Touted as (probably) the best ramen in Singapore, this ramenya sure has a lot to live up to.
Ramen is something quite exquisite. While distinctively similar to instant noodles or bak chor mee of the Chinese, what truly sets it apart is the skill in the preparation of the broth, and the texture of the noodles which are often handmade.
Maybe there’s just something about doing things the Japanese way that reigns supreme. Their attention to detail could almost be termed unmatched.
Over at Ramen Santouka, the chefs spend hours on the broth to get it at just the right temperature, and flavour. So rich is the stock that I would have to say that hands down, it’s one of the best I’ve ever had.
If there’s one thing I like about Singapore it’s got to be the food. Cliché but true, and I would even go so far as to say if you’re not passionate about food found locally, you’re truly missing out.
It’s common knowledge that there isn’t much to do around here, and food hunts are one of those past times that really get me all excited.
Amidst the busy preparations for my birthday, we managed to squeeze in time for some good food. Today’s review is about another ramen place. K has a weakness for Japanese food and really — don’t we all?
Okay so you’re not Singaporean until the mere thought of food gives you an adrenaline rush…
For someone who has never been to Thailand, visiting the Thai enclave at Golden Mile Complex Singapore was quite an experience. And no better than to have two of my good buddies with me for my first time.
I don’t get serious cravings for Thai food, and my favourites hardly go beyond Phat Thai and Khao Niaow Ma Muang (mango sticky rice), but my friends happen to be big fans. And trusting their taste — plus the fact that they frequent BKK — we headed to the New Udon Thai Food eatery to satisfy our tummies with Moo Kata.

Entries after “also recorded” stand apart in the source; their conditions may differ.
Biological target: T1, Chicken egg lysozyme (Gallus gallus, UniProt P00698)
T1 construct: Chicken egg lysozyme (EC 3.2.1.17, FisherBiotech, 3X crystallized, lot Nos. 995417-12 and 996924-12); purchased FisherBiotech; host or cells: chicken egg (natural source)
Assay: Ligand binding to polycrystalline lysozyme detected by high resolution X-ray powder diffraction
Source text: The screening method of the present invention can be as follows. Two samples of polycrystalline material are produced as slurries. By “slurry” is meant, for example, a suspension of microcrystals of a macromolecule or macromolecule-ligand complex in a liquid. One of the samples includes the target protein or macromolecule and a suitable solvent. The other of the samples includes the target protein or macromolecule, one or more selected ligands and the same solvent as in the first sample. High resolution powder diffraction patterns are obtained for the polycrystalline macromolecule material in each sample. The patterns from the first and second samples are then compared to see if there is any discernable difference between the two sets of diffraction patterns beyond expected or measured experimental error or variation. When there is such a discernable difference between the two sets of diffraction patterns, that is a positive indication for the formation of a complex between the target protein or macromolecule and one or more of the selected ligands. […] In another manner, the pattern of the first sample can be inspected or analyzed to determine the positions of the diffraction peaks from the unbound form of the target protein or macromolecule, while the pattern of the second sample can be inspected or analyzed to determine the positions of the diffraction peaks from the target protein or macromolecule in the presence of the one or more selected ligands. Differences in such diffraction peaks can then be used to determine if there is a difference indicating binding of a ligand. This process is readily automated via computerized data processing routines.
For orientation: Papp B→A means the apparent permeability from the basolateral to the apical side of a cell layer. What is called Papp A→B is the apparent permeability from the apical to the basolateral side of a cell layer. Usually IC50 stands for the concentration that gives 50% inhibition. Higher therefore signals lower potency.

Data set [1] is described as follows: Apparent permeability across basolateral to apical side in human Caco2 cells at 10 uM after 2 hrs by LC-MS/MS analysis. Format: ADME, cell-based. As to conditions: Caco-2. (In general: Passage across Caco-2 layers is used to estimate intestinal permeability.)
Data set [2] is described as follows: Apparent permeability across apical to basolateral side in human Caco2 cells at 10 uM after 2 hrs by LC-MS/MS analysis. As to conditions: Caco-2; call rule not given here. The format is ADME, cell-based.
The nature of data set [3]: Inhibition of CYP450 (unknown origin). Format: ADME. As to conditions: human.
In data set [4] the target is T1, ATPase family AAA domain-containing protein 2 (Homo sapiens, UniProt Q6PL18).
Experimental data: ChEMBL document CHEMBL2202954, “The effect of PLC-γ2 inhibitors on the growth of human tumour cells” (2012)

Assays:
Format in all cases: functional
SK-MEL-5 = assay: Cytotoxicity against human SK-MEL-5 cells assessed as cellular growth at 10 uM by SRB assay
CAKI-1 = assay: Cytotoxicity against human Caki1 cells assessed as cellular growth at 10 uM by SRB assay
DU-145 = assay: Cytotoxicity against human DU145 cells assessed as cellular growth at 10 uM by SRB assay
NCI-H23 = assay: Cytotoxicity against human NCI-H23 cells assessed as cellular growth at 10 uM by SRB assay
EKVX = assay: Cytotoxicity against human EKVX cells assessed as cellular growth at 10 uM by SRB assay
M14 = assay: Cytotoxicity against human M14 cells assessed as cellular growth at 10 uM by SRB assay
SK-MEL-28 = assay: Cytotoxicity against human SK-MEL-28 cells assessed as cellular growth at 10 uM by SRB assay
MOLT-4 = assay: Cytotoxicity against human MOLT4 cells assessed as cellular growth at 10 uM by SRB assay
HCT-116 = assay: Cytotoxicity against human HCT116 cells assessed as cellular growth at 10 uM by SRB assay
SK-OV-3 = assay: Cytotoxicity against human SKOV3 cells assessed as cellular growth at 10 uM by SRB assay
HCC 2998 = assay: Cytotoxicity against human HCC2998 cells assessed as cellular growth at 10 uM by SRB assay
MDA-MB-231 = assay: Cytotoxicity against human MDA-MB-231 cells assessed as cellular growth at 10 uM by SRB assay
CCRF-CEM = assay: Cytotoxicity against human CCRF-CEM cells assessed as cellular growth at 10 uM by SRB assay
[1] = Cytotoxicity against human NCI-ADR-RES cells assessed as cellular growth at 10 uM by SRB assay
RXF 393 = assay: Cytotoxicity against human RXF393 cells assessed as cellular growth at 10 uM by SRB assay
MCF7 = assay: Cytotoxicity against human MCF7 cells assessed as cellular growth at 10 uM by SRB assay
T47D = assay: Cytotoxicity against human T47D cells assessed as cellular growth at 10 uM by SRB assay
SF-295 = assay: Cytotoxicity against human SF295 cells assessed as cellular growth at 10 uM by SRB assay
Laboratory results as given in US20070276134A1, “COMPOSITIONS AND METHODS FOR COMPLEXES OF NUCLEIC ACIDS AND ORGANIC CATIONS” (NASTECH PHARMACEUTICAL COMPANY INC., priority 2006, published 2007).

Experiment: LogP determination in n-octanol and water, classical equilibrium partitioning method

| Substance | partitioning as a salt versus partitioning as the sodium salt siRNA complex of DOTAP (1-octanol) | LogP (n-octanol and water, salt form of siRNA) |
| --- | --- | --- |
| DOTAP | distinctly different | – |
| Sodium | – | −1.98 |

Moo Kata, which literally means “pork skillet”, is a traditional form of Thai communal eating. A large part of the Thai dining etiquette involves eating in large groups, something which we definitely learned to appreciate that night!
So it’s common knowledge I love beef. I also love having myself a good BLT sandwich.
My parents are currently away in Malaysia, and will only be back later in week. With my Dad not around to make dinner, the responsibility naturally fell on my shoulders to “tank”. I blame my ovaries — wait, before you freak out at my preposterously crude remark, do understand it’s because I have two brothers and being the only daughter… You get my drift.
Now this is really a challenge. Settling my meal is easy; I’m O.K. with quick salads or sandwiches. My brothers? Hm, not so much.
Check out my attempt at striking a balance: give and take, with a little compromise.
So I haven’t updated in a while. I’ve found I actually have other things to do with my life, ha.
Anyway, as promised, I’m back with the potato gumbo recipe.
I hope all of you have been looking forward to this post. (Well, even if you haven’t, I’ve got one fan for sure — K has been bugging me to get this recipe up because when we had it over dinner he just loved it so much!)
And, if I hadn’t previously already mentioned, K is quite the foodie. So… You’ve definitely got the free hand deciding whether or not to trust his judgment; but if you love food too that shouldn’t be too hard a decision to make. I mean, just saying 😉
Ever had one of those sudden revelations lingering in the realm of exotic flavours? That aha! moment when you’ve got different foods in your mouth and your tastebuds tell you “oh my goodness, this just might work”?
I can’t imagine how else it could’ve dawned upon Roger Mooking that steak should be marinated with root beer, if he hadn’t had half-chewed beef in his mouth while taking a huge gulp of A&W.
Because, trust me (and trust me because I’ve tried), the two are a match made in heaven.
To have them separately is one thing, but root beer infused steak? Ohhh, there’s a whole new world.